The production of the Seahawks' offense is also going to be heavily scrutinized.  After being the first team to score 50+ points in back-to-back games since 1950, how will they fare against a 49ers squad that's allowed the fewest points in the NFL?  We'll have to wait until this evening for the answer to that, but I will say this: if Seattle makes it three in a row, you'll need a chisel to remove the smile from my face.

UPDATE (5:12): Justin Smith's streak of 185 straight starts comes to an end today. Smith is the most notable player appearing on San Francisco's inactive list for the game, and his absence is good news for the Seahawks.  For Seattle, both Marcus Trufant and Walter Thurmond are inactive, which means Jeremy Lane and Byron Maxwell are going to be called on for the second week in a row to step up their game.  The secondary did get one small break in that backup safety Jeron Johnson will be active, so multi-DB coverage packages will still be a viable part of Gus Bradley's gameplan.  

On offense, starting WR Sidney Rice is active, although he may not play as many snaps as usual due to his knee injury.  Surprisingly, G John Moffitt is inactive for the game, so rookie DL-turned-OL J.R. Sweezy will get the start in his place.  G Rishaw Johnson is also inactive for the game, which means that Lemuel Jeanpierre will effectively be the only real backup available for all three interior o-line positions (Frank Omiyale could play guard in a pinch, but his strongest position by far is tackle).

Week 16: 49ers at Seahawks (Game Thread)

The Seahawks and 49ers are eerily similar teams.  Both tend to play better in the second half of games than they do in the first, Seattle moreso than San Francisco.  Both teams feature strong defenses; the 49ers’ defense has fared better than Seattle’s this season, but the difference isn’t as great as you might think:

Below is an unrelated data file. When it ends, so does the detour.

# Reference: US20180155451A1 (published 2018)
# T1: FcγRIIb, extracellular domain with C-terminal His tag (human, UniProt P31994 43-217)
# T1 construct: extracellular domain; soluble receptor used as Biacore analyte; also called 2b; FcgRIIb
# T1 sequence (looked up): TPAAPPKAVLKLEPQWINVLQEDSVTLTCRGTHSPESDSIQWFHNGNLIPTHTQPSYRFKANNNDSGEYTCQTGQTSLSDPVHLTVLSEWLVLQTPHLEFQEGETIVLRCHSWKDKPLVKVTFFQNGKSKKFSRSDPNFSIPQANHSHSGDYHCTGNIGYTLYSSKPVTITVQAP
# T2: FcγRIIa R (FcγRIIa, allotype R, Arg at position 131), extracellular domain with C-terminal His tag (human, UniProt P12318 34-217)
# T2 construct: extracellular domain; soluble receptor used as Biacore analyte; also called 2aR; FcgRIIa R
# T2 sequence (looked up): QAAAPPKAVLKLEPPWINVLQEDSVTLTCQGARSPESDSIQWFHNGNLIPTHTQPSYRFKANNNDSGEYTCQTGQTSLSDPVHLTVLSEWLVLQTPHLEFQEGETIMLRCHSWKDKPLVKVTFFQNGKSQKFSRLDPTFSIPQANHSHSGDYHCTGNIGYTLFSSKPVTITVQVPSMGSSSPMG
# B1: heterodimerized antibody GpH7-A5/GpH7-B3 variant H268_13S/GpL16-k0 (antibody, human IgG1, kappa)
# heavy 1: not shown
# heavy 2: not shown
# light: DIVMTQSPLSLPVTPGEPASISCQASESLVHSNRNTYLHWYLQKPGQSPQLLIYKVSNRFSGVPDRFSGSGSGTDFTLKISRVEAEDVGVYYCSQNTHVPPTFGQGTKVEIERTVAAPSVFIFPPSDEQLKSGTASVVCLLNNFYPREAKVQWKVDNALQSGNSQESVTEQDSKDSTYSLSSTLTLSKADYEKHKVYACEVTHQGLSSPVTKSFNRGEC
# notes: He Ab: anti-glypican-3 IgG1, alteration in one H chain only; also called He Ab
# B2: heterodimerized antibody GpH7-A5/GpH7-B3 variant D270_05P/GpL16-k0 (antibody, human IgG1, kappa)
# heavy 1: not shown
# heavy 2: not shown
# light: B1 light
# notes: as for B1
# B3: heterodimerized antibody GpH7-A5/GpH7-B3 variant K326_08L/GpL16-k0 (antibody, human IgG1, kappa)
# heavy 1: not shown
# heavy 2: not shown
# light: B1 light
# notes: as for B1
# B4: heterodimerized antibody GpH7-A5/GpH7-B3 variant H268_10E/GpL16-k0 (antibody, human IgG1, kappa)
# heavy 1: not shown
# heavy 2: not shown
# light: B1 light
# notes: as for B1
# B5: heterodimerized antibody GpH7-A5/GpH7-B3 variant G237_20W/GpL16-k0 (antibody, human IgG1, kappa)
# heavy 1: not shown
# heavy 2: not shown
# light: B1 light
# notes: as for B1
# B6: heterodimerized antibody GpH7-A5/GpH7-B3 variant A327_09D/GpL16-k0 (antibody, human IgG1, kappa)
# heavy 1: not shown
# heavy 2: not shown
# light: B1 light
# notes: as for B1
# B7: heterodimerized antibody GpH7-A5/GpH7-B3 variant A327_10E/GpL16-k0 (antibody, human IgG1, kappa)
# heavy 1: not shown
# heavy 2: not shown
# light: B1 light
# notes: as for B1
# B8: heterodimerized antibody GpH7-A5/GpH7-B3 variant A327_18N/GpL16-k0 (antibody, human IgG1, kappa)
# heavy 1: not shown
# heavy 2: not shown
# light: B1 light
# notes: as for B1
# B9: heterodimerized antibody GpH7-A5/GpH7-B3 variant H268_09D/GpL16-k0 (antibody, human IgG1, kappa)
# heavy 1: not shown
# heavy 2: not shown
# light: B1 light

Rush Yds/Att
Allowed
Pass Yds/Att
Allowed
Comp. % 3rd Down Conv
Allowed (%) 
1st Half
Pts/Game
2nd Half
Pts/Game
Int/Att % Sack %
Seahawks 3.7 (4th) 6.9 (11th-T) 60.4 (17th) 35.3 (10th) 10.9 (13th) 8.6 (6th) 4.4 (2nd) 5.7 (24th)
49ers 3.3 (1st) 6.9 (11th-T) 58.8 (10th) 35.1 (8th) 4.9 (1st) 8.1 (3rd) 4.1 (4th) 6.3 (18th)

Likewise, both teams’ offenses depend heavily on their ability to run the ball to bolster their passing attacks.  When and where they’ve both found success in their running attack, however, is an entirely different story:

Rush Yds/Att Rush Yds/Game Rush TDs Rush Power
(Total)
Rush Power
Left
Rush Power
Center 
Rush Power
Right
Seahawks 3.8 (27th-T) 103.9 (22nd) 13 (10th-T)  76% (1st) 70% (9th) 89% (4th) 67% (9th)
49ers 4.2 (16th) 125.0 (9th) 11 (14th-T) 47% (31st) 58% (26th) 36% (29th) 44% (24th)

(As noted in this article, the rush power stat just shows the percentage of run plays the team ran on 3rd and 4th downs with two or less yards to go that resulted in either a 1st down or a touchdown.  Short yardage runs in 1st-and-goal and 2nd-and-goal situations are included as well.)

As you can see, the 49ers have been pretty good at racking up plenty of yardage, but when it comes to grinding out those tough yards, well, they’ve been coming up short all season long.  Assuming this trend holds true, the Seahawks have a good shot at forcing the 49ers to beat them with Alex Smith’s throwing arm.  Of course, the 49ers will be doing their best to bottle up Marshawn Lynch to force the Seahawks to rely heavily on Tarvaris Jackson, but there’s a big difference between bottling up an injured Frank Gore and stopping Beast Mode when he’s within spitting distance of the 1st down marker.

This game is winnable; the Seahawks are on a hot streak, they have home field advantage, and they have more riding on the outcome of this game than the 49ers.  Remember, if the Seahawks don’t win this week and next, their slim playoff hopes are sunk.  By comparison, the 49ers are just jockeying for better seeding, having already locked up a playoff berth by winning the division, plus they’re working with an extra-shortened week of preparation following a draining win over the Steelers on Monday Night Football.

SEA! HAWKS!